I Did Not Know What To Say Blog

My Friend is Sick: Should I Give Food or Money?

Posted by ididnotknowwhattosay on October 12, 2011

Guest Blog
Ethan Austin is the co-founder of GiveForward.com


When my mom found out last month that “Mrs. Gorman”, our next door neighbor of twenty-five years was diagnosed with cancer, she immediately jumped into action, preparing a big pot of my grandmother’s famous beef barley soup. She whipped up a batch and brought it over to the family who was thankful for the gesture. On that first day, a home cooked meal was exactly what the Gormans needed. It calmed everyone’s nerves and brought a sense of normalcy into an otherwise very unnormal day.

As word spread around the neighborhood about the Gormans, everyone wanted to help, and so the food parade officially began. Soon the Gormans had more comfort food than they knew what to do with — their freezer was overloaded with lasagna and meatloaf galore.But even with all this love and (highly caloric) support coming in from the community, it became obvious very quickly that what the Gormans actually needed was money. The Gormans are middle class folks with full health insurance, but cancer is financially overwhelming for just about anyone, so a little extra money to reduce the added stress of bills and co-pays can go a long way.
Sadly, instead of giving money, everyone just kept giving food. Throughout the week it was more food. And more food. And more food. All the neighbors knew that the Gormans could use extra money to get through this difficult period, yet, no one wanted to talk about it. It was the proverbial elephant in the room.
Later that week my mom said to me, “I feel so helpless. What else can we do to help?” For me, the answer seemed obvious. Having seen thousands of families in the exact same situation over my years at GiveForward, I said to her, “They need money, right? Set up a GiveForward page for them so friends and family can contribute.”
But what was obvious to me, wasn’t so simple for my mom. It made her uncomfortable to bring up the issue of money. ”Won’t they be offended if we set up a page for them?” she asked. ”Possibly,” I answered, “but what’s worse: offending their sense of pride or allowing them to get so stressed out about their finances that they can’t focus on getting better?” My mom agreed with this logic and mustered up the courage to email our neighbor’s daughter-in-law about GiveForward. Instead of being offended, the daughter-in-law thanked my mom profusely. It was exactly what they needed.
I am super-proud of my mom for standing up and doing the right thing when no one else would. But sadly, I think the story of the Gormans is all too common and exemplifies how backwards we are in this country when it comes to giving. We’re more than happy to give money in celebratory times like weddings, graduations, and first communions. And we’re also happy to give money to people in far off places whom we have never met. But when our closest friends and family get sick and really need money the most we choose to send lasagna! I suppose lasagna is safer than sending money and by sending it, we don’t risk offending the ones we love and care about. But I don’t think lasagna is enough. It’s absolutely great for one day, but it doesn’t begin to solve any of the bigger problems the family is facing.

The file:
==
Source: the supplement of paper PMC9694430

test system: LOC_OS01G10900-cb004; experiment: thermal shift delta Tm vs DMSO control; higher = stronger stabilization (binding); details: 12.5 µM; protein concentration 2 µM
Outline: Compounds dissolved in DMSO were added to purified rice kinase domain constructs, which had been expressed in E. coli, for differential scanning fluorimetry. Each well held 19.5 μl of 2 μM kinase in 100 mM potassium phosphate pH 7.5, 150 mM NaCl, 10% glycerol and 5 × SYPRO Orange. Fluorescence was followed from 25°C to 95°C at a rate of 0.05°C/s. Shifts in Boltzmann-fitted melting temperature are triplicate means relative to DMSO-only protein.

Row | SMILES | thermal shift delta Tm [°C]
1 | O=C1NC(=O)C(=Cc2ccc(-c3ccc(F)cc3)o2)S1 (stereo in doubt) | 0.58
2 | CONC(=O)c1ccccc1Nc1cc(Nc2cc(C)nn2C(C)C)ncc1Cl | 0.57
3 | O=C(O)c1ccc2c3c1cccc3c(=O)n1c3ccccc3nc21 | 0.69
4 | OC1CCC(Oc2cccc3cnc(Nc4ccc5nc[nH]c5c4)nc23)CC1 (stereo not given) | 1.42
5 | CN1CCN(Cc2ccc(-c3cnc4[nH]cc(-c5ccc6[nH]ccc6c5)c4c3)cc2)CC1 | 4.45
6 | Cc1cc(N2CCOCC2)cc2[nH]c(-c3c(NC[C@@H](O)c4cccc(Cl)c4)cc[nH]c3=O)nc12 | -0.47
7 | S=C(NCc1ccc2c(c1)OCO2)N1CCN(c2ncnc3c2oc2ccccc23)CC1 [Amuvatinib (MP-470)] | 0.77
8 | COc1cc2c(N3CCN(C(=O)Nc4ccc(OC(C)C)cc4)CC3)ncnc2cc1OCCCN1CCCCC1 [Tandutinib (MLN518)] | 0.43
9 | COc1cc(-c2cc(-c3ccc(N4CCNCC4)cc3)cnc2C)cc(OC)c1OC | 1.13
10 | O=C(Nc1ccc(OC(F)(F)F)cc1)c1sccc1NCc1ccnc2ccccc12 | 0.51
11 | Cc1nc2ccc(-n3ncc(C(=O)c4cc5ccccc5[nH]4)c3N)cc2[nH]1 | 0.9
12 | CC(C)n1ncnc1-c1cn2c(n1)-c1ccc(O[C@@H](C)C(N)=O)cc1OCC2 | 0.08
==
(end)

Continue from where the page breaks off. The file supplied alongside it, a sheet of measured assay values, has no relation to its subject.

On the other hand, setting up a fundraiser for a friend is the opposite of sending lasagna. It’s risky and can be a bit scary. What if I bring up the issue and my friends take offense to it? Or what if I set up a fundraiser and nobody gives? Without a doubt, there is a greater chance to fail with a fundraiser than there is with lasagna. If I have learned one thing in my three years at GiveForward, however, it’s that doing the right thing isn’t always comfortable and it’s rarely easy. But it’s worth it! When you open up your heart and do something truly meaningful for another person it becomes infectious and you will want to do it over and over and over. And others will too! So, the next time you find out a friend or loved one is sick, before you jump into the kitchen to prepare some comfort food for them, I encourage you to stop and ask yourself: do they really need any more lasagna?
Ethan Austin is the co-founder of GiveForward.com, an online fundraising platform that has helped thousands of families raise millions of dollars online for out-of-pocket medical expenses. He has had the great pleasure to work with Jeannett for the past year and feels lucky to be able to call her a friend (even though they have never met in real life). More than anything, he is absolutely thrilled that through their work together, wonderful people like Vanessa and her son Brock have found and benefitted from GiveForward.

For more Thoughtful Gift ideas, visit our website at www.ididnotknowwhattosay.com/gifts.html

One Response to “My Friend is Sick: Should I Give Food or Money?”

  1. Thanks for the tip!

    I am going to add your blog to my list!

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